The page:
How to Fix: Can't Delete Restore Points (C Drive Full)

Dennis Faas's picture

Infopackets Reader Bill L. writes:

" Dear Dennis,

I am a long time reader of Infopackets, and have used several of your articles to help fix problems for myself or friends. I have a similar problem mentioned in one of your previously written articles, where my C drive has magically filled up to almost completely full (with only 5.8GB free) and I am not able to find where the missing space went. I have examined directory on my system and it appears that 244 GB of available space is unaccounted for. I am a retired computer engineer, however my expertise was in large system development, and not PCs! I would like to hire you to help me find and restore the missing space on my C drive. Thank you in advance for your help! "

My response:

I asked Bill if he would like me to connect to his system using my remote desktop support service in order to have a closer look, and he agreed.

The first thing I did was use a program called "TreeSize Free" which allows me to view the file usage on Bill's computer. TreeSize Free immediately showed me that 244GB of data was being used in Bill's "System Volume Information". Based on experience I understand that the majority of data contained within the "System Volume Information" directory likely meant that Bill's Windows Restore Points were eating up most of his available C drive space.

From there I clicked the Start menu, then typed in "restore point", then clicked "Create a restore point". This got me into the "System Properties" window via the "System Protection" tab.

Under the "Protection settings" heading, it listed the C drive and said that the protection (restore points) was currently turned on. I clicked the C drive to highlight it, then clicked the "configure" button. This brought up a new window labeled "System Protection for C drive". From here I clicked the "Delete" button to delete all the restore points, then under the "Restore settings" heading, I clicked the "Disable system protection".

Under normal circumstances this usually reclaims a tremendous amount of free space; however, when I went to "My Computer" and examined Bill's C drive, the available free space did not change - it still read 5.8 GB free. I went back into view Bill's Restore Points settings and noted that the "Current usage" was set at 0 bytes. So why wasn't deleting the restore points freeing up available space?

I examined Bill's C drive using Tree Size Free again and it the program still reported a tremendous amount of space being used in the C:\System Volume Information directory (which is where restore points are saved).

How to Fix: Can't Delete Restore Points (C Drive Full)

After a bit of research I came across a post online that suggested CCleaner (Crap Cleaner free version) was able to manage restore points. Here is how I was able to delete the restore points, which weren't being deleted by Windows:

  1. The first step was to download and install CCleaner free to Bill's machine.
  2. Next, I opened up the CCleaner main interface window, then click on the Tools heading on the left side.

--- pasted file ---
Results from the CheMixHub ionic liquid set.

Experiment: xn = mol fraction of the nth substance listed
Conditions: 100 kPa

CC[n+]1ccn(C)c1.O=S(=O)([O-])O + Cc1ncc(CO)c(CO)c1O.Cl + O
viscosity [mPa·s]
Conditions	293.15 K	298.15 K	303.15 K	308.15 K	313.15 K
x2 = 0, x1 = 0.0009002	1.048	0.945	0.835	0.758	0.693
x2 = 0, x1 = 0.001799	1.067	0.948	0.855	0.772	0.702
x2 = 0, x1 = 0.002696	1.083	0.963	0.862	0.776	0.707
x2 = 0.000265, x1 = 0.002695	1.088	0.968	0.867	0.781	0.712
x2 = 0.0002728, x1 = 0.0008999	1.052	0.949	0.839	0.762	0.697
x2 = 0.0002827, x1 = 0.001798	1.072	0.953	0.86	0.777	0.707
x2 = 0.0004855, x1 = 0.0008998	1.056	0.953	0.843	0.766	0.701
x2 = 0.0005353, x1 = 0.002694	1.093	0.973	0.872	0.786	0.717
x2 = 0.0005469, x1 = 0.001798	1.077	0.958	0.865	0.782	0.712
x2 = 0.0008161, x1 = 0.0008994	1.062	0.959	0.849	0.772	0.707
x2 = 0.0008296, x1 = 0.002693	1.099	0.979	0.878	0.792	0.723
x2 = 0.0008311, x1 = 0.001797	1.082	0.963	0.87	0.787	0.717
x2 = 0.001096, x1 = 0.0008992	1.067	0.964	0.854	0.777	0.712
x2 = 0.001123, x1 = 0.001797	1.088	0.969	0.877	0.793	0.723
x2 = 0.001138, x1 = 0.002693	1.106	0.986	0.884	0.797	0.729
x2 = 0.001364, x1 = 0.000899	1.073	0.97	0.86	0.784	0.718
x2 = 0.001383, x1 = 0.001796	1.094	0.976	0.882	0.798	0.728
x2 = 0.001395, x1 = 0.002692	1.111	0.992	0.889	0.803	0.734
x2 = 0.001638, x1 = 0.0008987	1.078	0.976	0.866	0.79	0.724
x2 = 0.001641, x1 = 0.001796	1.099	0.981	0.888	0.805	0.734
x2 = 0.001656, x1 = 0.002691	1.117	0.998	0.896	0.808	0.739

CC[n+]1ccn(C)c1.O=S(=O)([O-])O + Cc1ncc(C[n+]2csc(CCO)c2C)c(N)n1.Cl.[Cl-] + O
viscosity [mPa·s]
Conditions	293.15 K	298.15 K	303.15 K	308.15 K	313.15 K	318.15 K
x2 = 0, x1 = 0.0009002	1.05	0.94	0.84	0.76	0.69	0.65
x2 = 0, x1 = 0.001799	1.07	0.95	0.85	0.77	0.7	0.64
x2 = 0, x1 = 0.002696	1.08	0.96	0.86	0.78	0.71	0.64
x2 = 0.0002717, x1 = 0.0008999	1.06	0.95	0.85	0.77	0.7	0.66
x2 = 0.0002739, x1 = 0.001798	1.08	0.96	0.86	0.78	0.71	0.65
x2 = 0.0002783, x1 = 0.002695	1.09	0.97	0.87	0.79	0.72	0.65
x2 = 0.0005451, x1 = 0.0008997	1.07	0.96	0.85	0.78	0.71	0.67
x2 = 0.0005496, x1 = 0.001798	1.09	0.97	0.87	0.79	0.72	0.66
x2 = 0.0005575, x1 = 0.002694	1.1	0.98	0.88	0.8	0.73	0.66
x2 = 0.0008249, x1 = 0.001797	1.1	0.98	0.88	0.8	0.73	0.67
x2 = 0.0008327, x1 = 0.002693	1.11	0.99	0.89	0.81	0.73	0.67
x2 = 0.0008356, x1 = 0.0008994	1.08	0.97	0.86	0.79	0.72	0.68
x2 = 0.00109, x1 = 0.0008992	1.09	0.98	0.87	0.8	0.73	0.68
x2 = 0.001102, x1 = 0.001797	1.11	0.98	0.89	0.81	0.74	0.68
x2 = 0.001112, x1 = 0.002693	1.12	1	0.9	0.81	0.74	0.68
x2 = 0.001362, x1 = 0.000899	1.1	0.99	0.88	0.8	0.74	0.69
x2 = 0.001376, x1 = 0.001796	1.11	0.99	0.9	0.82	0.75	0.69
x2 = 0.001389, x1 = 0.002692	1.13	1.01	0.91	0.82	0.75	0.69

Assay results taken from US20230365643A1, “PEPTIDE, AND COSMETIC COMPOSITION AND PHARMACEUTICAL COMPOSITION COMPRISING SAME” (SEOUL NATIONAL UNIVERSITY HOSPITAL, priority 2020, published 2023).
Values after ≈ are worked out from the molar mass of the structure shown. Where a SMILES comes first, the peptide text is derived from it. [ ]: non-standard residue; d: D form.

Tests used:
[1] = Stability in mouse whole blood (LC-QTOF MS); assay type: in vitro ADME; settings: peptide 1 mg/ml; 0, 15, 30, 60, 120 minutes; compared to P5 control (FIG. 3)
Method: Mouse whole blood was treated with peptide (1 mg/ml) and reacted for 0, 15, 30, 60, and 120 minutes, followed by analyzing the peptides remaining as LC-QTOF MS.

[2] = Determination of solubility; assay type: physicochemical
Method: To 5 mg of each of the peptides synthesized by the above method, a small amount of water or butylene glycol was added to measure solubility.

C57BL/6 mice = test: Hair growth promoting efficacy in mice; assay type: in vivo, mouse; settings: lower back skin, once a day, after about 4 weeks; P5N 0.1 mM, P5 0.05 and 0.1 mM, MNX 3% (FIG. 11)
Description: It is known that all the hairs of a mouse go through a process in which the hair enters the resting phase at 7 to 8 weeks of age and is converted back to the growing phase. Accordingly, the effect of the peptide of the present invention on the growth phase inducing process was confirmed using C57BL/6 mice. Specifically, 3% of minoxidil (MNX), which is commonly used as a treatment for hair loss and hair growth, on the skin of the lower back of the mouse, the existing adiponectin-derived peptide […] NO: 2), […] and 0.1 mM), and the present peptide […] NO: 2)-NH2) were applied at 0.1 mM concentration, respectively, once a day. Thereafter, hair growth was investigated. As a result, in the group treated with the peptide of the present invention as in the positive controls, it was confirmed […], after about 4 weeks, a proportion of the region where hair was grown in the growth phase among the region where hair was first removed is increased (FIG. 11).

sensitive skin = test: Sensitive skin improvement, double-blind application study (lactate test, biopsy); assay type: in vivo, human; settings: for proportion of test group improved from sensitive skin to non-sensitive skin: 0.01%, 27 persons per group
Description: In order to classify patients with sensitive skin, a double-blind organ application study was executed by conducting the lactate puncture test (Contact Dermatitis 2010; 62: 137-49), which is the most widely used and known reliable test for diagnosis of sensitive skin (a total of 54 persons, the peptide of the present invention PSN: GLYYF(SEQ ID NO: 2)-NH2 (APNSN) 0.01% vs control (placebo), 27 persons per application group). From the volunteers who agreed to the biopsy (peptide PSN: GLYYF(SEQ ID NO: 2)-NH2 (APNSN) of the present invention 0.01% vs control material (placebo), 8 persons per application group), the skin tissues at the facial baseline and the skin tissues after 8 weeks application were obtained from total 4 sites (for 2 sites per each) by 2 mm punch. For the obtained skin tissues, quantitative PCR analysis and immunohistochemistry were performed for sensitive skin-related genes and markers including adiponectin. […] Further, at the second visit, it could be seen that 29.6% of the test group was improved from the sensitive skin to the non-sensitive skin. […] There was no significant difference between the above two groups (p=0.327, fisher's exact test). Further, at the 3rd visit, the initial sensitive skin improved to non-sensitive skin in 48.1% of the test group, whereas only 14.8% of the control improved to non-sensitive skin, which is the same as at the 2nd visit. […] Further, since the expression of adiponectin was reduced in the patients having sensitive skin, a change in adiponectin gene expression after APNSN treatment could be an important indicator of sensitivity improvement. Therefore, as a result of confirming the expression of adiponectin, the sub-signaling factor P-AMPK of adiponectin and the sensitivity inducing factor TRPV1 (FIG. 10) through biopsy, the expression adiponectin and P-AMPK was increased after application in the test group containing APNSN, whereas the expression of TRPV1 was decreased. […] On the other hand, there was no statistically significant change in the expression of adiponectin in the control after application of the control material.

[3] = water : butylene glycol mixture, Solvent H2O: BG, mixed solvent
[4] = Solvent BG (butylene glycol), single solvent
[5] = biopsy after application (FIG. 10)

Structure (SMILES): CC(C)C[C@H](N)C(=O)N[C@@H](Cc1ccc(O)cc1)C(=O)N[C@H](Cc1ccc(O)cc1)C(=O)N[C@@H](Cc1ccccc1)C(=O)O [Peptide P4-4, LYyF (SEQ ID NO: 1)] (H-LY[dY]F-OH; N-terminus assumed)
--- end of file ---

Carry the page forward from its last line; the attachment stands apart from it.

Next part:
3. On the Tools menu, I clicked "Restore Points" - here is a pic showing Tools -> Restore Points.
  4. All of Bill's restore points were listed; from here I left-clicked the mouse to select the very top listing, then pressed SHIFT + END on the keyboard to highlight all of the restore points. Once that was done, I press DEL on the keyboard to delete all the restore points.

It took a while, but after some time the restore points were being deleted.

Normally I would have used an administrative command prompt to access the restore points and delete them - however these files are controlled by the operating system and results in an "access denied" error message if you attempt to access the directory. Thankfully CCleaner is able to somehow get past this.

I hope that helps.

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About the author: Dennis Faas is the owner and operator of With over 30 years of computing experience, Dennis' areas of expertise are a broad range and include PC hardware, Microsoft Windows, Linux, network administration, and virtualization. Dennis holds a Bachelors degree in Computer Science (1999) and has authored 6 books on the topics of MS Windows and PC Security. If you like the advice you received on this page, please up-vote / Like this page and share it with friends. For technical support inquiries, Dennis can be reached via Live chat online this site using the Zopim Chat service (currently located at the bottom left of the screen); optionally, you can contact Dennis through the website contact form.

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Escape1148's picture

System Restore Explorer works too. Much easier.

Commenter's picture

Just a quick FYI...The program is CCleaner, not CC Cleaner. As you note, it used to be called Crap Cleaner, but the "rap" was left out of the first word and cleaned up the name a bit (yes, now that I've typed it, I see the joke there.)

I use CCleaner at work in my job as desktop support specialist. We have computers that are so slow, they are barely usable, and a cleanout with CCleaner puts them back to normal. Note that the free version only cleans the profile you're in when you use it, so if you have a computer with multiple profiles, you'll want to run it on as many of the profiles as possible. It's worth it, though, to get a computer that's almost unusable back up to speed in just a couple minutes. And you can let your users run the program themselves to do cleanups on their own whenever they feel the computer is bogging down a bit.